Aug 13, 2019

U.S. delays impending China tariffs on some products until December

Shipping containers from China and Asia are unloaded at the Long Beach port, California. Photo: Mark Ralston/AFP/Getty Images

The impending 10% tariffs on $300 billion worth of Chinese imports targeted by President Trump in the trade war will be delayed from Sept. 1 to Dec. 15 for certain products, the Office of the U.S. Trade Representative announced Tuesday. Certain products will also be taken off the list based on "health, safety, national security and other factors."

Why it matters: The delay — for items like cellphones, laptops, video game consoles, certain toys, computer monitors, and certain items of footwear and clothing — will help accommodate the holiday rush to ship products from China, easing the financial burden on U.S. importers. The Dow spiked 2% on the news, with the share price of companies like Apple, Best Buy, Dollar Tree, Hasbro and Gap leading the surge.

Between the lines: The threat of a crashing stock market and higher Christmas shopping prices appears to have spooked the Trump administration, despite the president's false insistence that China pays the cost of tariffs directly into the U.S. Treasury.

  • China expert Bill Bishop notes on Twitter: "Remarkable cave by Trump on his tariff threat from early August. The message to Beijing is Trump can’t hold firm because of worries voters may get unhappy with more expensive holiday goods. So why would Beijing make concessions?"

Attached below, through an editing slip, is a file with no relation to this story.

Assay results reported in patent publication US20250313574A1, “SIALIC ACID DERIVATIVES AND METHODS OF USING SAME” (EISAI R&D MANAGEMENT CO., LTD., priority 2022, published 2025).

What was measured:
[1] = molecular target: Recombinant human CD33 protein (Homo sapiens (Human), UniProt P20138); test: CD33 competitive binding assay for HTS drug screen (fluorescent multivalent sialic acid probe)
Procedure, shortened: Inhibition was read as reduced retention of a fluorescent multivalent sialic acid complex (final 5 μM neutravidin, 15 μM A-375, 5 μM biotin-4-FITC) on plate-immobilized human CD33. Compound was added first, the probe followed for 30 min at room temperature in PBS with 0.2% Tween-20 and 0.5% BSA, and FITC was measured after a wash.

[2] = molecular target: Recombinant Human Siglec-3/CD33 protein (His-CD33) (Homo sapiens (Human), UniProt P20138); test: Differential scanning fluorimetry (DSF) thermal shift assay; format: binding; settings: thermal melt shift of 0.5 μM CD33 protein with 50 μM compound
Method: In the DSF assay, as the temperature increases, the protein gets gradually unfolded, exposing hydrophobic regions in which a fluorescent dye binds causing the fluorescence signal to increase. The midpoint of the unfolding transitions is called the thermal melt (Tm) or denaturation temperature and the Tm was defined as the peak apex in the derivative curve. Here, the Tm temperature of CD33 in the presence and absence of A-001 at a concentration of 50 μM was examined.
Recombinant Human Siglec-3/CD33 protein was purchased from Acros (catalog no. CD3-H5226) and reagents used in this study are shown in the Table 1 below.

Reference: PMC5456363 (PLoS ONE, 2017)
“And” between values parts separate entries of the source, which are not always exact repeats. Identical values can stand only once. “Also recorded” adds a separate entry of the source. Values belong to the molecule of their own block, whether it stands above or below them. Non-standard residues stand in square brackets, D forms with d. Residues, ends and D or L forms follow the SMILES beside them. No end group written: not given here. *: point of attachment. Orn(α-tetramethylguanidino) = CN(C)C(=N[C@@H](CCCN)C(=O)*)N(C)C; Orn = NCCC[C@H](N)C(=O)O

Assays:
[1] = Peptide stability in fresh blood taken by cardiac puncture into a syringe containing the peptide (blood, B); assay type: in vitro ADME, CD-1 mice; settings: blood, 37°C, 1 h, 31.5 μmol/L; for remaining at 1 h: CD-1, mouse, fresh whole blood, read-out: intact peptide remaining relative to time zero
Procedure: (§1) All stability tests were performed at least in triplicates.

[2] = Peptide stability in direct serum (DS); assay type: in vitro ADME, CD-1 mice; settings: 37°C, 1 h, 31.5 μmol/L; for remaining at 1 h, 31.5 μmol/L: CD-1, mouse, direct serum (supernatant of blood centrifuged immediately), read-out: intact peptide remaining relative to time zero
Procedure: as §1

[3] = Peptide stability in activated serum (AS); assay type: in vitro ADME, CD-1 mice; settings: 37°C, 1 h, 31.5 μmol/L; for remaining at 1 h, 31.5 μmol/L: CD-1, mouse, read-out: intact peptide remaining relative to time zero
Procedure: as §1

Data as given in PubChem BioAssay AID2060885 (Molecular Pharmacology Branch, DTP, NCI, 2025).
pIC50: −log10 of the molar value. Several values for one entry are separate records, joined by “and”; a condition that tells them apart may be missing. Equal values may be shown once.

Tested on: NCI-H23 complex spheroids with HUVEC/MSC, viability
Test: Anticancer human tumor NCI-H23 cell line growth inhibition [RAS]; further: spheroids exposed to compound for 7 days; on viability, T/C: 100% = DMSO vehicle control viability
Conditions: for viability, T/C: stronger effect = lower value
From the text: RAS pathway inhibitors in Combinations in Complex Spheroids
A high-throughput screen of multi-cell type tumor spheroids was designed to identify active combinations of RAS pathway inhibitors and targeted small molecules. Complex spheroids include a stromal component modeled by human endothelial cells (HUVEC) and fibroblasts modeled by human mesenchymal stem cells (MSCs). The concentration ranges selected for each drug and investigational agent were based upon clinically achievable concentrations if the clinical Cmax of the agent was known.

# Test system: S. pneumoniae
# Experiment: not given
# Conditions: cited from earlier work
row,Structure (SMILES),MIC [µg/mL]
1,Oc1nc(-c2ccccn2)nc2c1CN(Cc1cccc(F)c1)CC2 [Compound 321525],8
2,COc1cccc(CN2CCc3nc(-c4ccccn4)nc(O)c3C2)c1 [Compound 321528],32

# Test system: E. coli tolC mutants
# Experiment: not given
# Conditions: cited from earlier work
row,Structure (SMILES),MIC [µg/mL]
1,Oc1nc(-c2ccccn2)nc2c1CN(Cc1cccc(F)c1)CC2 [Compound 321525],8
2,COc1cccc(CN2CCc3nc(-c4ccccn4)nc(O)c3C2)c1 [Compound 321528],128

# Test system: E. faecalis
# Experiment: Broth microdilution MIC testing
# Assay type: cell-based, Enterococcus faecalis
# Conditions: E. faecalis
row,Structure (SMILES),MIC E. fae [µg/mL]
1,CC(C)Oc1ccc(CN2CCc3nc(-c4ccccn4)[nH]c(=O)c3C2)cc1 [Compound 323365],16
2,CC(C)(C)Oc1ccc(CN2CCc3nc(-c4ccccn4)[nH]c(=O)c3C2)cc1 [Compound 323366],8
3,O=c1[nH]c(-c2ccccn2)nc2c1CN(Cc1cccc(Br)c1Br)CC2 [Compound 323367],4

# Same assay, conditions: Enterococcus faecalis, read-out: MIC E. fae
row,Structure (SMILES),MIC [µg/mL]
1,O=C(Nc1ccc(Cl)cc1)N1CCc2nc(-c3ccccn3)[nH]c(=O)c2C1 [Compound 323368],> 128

What's next: The next round of U.S.-China trade talks is expected to take place in the next 2 weeks, according to the Chinese Ministry of Commerce.

Go deeper: The forever trade war

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George Floyd protests: What you need to know

Photo: David Dee Delgado/Getty Images

Clashes erupted between police and protesters in several major U.S. cities Saturday night as demonstrations over the death of George Floyd and other police-related killings of black men spread across the country.

The big picture: Floyd's death in Minneapolis police custody is the latest reminder of the disparities between black and white communities in the U.S. and comes as African Americans grapple with higher death rates from the coronavirus and higher unemployment from trying to stem its spread.

Massive demonstrations put police response to unrest in the spotlight

Washington State Police use tear gas to disperse a crowd in Seattle during a demonstration protesting the death of George Floyd. Photo: Jason Redmond/AFP via Getty Images

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Why it matters: The situation is tense across the U.S., with reports of protesters looting and burning buildings. While some police have responded with restraint and by monitoring the protests, others have used batons, tear gas, rubber bullets and other devices to disperse protesters and, in some cases, journalists.